James Kippen
University of Toronto

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  1. (Sanskrit: ) refers both to the abstract rhythmic system found in the music theory of the Indian subcontinent and to specific metric patterns. Repeated cyclically, these metric patterns provide a stable framework for composition and performance. Their structural properties are marked by an ancient system of hand gestures which subdivide the cycle into segments of equal or unequal length and create an internal rhythmic hierarchy. Performers and audience members are often seen gesturing with claps and waves: the clap is produced by slapping the right palm down onto the left, or onto the thigh; the wave is, by contrast, a silent gesture in which the right hand moves away and turns palm-upwards, ending with a small bounce akin to a conductor's beat that effectively marks the absence of a clap. By convention, claps are notated with a sequence of numbers, and waves are designated by a zero (0). However, the clap marking the all-important beginning of a cycle (sam) is usually accorded an X rather than the number 1.

  2. The system of gestures is adhered to rigorously in the southern Indian classical system known as Karnatak music, and somewhat less rigorously in the northern Indian classical system known as Hindustani music. The modern performance traditions that now dominate Hindustani music are rooted in developments that occurred in the eighteenth and nineteenth centuries: singing (see Bonnie Wade's comprehensive discussion of this genre, 1984), and the and instrumental traditions (see Allyn Miner's seminal work, 1993). These are now routinely accompanied by the tabla drum pair, whose provenance can also be traced to the early eighteenth century. However, the tabla was originally used to accompany the lighter songs and dances of the (courtesans), and it gradually spread and rose in importance until it finally supplanted the older and more austere (double-headed barrel drum) as the pre-eminent drum of Hindustani classical music by the end of the nineteenth century. It is my contention that the main reason the clapping gestures are less rigorously adhered to in this music is that the metric-rhythmic system of the upstart tabla is in many ways incongruent with the older system of that is preserved in the drumming tradition. By contrast, the tabla's drumming patterns are largely indebted to folk, light, and semi-classical rhythms and meters that follow different rules. I have characterized these rhythms as grooves, by which I mean regularly repeating accentual patterns rooted in bodily movement (i.e. dance).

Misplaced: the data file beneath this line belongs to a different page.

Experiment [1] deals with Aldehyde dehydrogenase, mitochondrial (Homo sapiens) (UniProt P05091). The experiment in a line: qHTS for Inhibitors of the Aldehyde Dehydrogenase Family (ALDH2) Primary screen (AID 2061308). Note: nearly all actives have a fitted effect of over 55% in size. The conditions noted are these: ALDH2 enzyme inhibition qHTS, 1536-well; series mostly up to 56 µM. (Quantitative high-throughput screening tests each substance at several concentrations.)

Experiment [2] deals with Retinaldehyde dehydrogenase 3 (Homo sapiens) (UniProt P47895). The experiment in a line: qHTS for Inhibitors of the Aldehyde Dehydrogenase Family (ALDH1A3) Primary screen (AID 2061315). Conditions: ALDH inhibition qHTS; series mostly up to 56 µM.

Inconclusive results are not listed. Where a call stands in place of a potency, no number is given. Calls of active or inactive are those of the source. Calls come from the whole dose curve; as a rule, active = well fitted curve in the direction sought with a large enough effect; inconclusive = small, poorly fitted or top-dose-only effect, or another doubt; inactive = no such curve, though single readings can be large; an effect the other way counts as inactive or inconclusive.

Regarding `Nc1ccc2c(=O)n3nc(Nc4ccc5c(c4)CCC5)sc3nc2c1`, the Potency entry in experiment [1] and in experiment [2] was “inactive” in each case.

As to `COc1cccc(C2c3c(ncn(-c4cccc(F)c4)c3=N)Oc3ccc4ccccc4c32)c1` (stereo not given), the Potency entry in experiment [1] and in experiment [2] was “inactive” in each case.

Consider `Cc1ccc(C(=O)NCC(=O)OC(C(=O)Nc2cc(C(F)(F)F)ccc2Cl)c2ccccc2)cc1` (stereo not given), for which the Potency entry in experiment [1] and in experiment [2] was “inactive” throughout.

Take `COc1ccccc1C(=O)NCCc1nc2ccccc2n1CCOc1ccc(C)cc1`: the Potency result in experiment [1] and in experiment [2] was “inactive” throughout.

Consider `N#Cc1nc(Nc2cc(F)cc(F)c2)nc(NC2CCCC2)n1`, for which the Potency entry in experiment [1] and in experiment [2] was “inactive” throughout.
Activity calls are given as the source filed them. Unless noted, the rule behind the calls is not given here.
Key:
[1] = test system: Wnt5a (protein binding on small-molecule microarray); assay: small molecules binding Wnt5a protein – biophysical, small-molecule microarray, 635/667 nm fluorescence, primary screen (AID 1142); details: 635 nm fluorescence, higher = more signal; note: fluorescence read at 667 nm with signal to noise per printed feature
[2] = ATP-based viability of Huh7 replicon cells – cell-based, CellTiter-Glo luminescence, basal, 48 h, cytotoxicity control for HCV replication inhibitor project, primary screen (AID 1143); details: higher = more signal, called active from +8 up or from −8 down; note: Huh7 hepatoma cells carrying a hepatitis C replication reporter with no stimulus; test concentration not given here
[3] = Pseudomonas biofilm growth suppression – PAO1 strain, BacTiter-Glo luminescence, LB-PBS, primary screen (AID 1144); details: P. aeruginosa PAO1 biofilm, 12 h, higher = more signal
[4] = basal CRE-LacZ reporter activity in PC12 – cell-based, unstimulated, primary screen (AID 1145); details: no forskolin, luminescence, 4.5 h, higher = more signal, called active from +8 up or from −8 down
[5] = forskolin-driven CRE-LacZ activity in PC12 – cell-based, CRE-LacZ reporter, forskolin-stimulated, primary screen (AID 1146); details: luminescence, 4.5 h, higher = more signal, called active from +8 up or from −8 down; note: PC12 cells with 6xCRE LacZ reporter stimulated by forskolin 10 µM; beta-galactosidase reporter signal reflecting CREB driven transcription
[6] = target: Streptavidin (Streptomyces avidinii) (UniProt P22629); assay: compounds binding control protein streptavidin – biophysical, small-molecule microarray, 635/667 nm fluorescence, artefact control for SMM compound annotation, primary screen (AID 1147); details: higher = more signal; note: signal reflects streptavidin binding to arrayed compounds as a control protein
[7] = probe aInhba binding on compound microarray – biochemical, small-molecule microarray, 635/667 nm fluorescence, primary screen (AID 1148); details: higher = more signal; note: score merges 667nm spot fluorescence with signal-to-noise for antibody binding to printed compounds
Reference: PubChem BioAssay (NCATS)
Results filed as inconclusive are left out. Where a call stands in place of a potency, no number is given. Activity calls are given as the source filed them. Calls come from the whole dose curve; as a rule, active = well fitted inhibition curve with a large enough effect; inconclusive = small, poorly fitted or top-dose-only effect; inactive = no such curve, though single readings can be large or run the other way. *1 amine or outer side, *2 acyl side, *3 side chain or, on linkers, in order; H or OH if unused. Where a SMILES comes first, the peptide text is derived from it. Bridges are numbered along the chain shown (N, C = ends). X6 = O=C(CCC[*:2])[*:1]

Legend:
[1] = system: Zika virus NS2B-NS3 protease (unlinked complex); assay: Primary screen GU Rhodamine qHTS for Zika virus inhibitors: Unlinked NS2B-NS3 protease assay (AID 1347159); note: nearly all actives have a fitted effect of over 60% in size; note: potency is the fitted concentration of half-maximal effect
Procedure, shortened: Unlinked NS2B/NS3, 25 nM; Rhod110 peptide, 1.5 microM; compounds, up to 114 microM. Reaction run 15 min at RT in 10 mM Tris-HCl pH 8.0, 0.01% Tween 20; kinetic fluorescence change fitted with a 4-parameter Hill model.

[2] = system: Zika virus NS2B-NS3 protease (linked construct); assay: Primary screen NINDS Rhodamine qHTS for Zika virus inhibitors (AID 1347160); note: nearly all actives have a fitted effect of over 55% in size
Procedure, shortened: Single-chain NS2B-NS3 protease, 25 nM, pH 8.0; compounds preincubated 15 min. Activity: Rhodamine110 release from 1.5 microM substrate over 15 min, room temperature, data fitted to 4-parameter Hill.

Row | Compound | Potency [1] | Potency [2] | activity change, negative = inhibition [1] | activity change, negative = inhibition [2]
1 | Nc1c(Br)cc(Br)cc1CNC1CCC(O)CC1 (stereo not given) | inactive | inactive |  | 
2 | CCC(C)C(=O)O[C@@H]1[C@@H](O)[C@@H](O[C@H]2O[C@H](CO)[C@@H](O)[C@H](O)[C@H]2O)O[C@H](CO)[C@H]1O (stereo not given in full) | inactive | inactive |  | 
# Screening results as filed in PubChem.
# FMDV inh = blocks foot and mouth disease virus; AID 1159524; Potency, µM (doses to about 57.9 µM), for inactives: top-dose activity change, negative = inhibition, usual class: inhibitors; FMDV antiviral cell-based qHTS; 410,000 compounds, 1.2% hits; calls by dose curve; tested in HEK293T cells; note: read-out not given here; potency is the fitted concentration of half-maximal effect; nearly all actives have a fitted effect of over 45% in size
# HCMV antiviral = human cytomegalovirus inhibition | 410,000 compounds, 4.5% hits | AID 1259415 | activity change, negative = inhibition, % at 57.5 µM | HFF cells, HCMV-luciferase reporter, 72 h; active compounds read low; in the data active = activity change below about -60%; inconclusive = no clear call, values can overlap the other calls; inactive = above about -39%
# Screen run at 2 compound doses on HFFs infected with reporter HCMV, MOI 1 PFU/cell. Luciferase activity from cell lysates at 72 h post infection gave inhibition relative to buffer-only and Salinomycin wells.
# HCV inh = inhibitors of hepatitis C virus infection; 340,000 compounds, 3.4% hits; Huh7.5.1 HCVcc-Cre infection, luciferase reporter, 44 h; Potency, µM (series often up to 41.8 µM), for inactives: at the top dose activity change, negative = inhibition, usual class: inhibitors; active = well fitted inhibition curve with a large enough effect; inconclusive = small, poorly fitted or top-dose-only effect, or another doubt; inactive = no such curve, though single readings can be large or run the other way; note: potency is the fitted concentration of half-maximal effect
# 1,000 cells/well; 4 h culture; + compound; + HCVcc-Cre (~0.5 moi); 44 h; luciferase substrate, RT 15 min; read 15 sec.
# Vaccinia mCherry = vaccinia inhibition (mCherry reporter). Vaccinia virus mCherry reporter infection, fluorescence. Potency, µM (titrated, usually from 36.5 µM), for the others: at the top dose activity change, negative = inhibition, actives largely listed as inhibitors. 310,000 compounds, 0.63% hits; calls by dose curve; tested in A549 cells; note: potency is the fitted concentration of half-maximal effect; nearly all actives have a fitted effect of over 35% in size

3. Modern Indian scholars and performers of Hindustani traditions, particularly those who have come to it as a vocation and not as an hereditary occupational specialization, have often promoted a revisionist interpretation of the music: one that emphasizes its ancient Hindu roots, its spiritual and intellectual properties, and its solid theoretical sophistication. The remarkable yet unpublished dissertation of Rebecca Stewart (1974) was the first to challenge this view by investigating : the fixed accompanimental patterns played by the tabla. I intend to build on this work by peeling away some of the layers to expose the true nature of tabla . What is revealed, I think, has implications for the retelling of Hindustani music history.